Just three weeks after Hurricane Laura caused widespread damage, Louisiana prepares for another potential hurricane. Officials expect Tropical Storm Sally to hit the southeast coast of the state on Tuesday morning. Officials also estimate the storm will be a Category 1 hurricane.
“The bottom line continues to be that Sally is expected to be a dangerous slow-moving hurricane near the coast of southeastern Louisiana, Mississippi and Alabama during the next 2-3 days,” the National Hurricane Center warned.
“[Officials] have every reason to believe that this storm represents a very significant threat to the people of Southeast Louisiana,” Edwards said.
New Orleans is busy preparing for the potential hurricane.
The state has ordered mandatory evacuations for parts of or the entirety of several parishes. In New Orleans, officials issued evacuations for those living outside the levee protection system on Sunday. This included Venetian Isles, Lake Catherine and Irish Bayou. As a result of strong winds, storm surge in those areas could be 11 feet, according to NOLA Ready.
Officials also ordered areas in the St. Charles Parish and Plaquemines Parish to evacuate in preparation for the storm. According New Orleans’ Mayor LaToya Cantrell, the city distributed sandbags, made sure pumps were fully operational and also signed an emergency declaration.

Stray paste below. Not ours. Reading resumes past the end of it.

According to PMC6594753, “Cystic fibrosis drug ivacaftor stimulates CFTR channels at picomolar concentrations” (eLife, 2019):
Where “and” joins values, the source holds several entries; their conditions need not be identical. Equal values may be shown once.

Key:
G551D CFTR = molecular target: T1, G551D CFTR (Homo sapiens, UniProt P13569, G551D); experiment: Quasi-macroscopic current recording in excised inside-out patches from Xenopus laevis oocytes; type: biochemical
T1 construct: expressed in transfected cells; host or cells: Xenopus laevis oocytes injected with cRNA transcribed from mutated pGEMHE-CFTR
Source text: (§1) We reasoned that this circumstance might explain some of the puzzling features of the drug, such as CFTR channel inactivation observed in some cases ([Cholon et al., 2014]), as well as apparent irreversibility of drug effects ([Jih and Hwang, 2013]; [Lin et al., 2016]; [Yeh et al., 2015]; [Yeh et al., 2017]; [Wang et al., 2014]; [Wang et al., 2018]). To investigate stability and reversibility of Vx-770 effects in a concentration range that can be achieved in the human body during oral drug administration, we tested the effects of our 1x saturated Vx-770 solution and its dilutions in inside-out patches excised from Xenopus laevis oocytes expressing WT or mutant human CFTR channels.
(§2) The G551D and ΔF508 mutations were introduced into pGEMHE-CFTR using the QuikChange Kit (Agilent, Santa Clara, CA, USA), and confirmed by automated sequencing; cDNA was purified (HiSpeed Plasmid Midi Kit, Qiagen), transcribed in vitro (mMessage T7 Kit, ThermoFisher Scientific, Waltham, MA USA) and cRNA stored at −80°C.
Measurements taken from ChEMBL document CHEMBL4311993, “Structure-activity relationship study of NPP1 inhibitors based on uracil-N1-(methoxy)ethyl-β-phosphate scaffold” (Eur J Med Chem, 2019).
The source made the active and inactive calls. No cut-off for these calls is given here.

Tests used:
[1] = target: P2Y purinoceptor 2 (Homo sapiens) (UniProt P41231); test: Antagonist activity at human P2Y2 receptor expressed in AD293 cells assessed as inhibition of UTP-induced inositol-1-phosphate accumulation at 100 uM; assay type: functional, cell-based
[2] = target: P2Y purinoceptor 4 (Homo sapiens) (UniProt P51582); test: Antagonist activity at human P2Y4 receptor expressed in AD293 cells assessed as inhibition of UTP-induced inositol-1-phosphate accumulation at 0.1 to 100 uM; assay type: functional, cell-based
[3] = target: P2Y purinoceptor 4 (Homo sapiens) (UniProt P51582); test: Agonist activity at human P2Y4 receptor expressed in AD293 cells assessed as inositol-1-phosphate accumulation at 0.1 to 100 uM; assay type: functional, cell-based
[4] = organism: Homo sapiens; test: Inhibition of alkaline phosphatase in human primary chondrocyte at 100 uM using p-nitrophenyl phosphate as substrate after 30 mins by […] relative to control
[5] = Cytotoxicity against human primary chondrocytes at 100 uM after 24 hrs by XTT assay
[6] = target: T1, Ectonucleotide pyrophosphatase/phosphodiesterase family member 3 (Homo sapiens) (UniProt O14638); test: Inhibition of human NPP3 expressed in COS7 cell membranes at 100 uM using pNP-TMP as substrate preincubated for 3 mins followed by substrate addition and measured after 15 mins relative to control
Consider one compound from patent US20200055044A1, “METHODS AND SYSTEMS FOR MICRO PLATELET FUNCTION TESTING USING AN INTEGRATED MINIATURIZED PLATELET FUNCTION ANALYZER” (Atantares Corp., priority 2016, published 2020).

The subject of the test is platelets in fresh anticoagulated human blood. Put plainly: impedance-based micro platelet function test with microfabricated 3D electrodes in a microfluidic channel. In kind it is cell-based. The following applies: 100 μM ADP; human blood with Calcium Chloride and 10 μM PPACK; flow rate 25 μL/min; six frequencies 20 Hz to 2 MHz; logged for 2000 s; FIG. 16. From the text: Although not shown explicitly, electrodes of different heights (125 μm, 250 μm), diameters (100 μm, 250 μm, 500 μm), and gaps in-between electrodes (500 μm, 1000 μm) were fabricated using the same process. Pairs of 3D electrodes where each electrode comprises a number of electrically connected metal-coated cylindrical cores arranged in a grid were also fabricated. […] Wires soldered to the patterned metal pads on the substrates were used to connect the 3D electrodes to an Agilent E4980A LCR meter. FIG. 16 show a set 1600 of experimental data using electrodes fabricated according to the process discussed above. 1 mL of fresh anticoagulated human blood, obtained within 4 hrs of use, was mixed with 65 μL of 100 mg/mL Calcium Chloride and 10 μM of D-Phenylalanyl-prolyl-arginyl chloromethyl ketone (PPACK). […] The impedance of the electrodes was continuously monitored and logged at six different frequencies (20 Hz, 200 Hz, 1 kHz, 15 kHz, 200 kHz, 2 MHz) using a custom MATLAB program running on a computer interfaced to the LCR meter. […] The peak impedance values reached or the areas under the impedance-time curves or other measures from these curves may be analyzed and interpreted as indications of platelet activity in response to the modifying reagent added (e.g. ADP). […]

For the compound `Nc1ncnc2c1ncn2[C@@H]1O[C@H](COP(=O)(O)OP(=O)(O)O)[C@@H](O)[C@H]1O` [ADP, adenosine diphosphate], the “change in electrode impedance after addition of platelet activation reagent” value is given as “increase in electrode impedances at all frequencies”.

“This is a storm everyone needs to take seriously. We are likely to see tropical storm-force and hurricane-strength winds for longer than Hurricane Katrina, a storm surge of four to seven feet and the possibility of 20 inches of rain,” St. Charles Parish President Matthew Jewell said Sunday. “We want residents to heed our warnings and make preparations to leave now.”
In Louisiana, around 80,000 people remain without power since Hurricane Laura three weeks ago. Laura made landfall as a Category 4 and also killed six people. The storm caused widespread damages in southwest Louisiana and also destroyed electrical grids. At its peak more than 800,000 people were without power.
On Monday, Sally had sustained winds of 65 mph. The storm was about 165 miles southeast of Biloxi, Mississippi. Officials estimate Sally to pass east of New Orleans. The storm may be at its worst in Biloxi and Gulfport, Mississippi. The storm could also affect Alabama.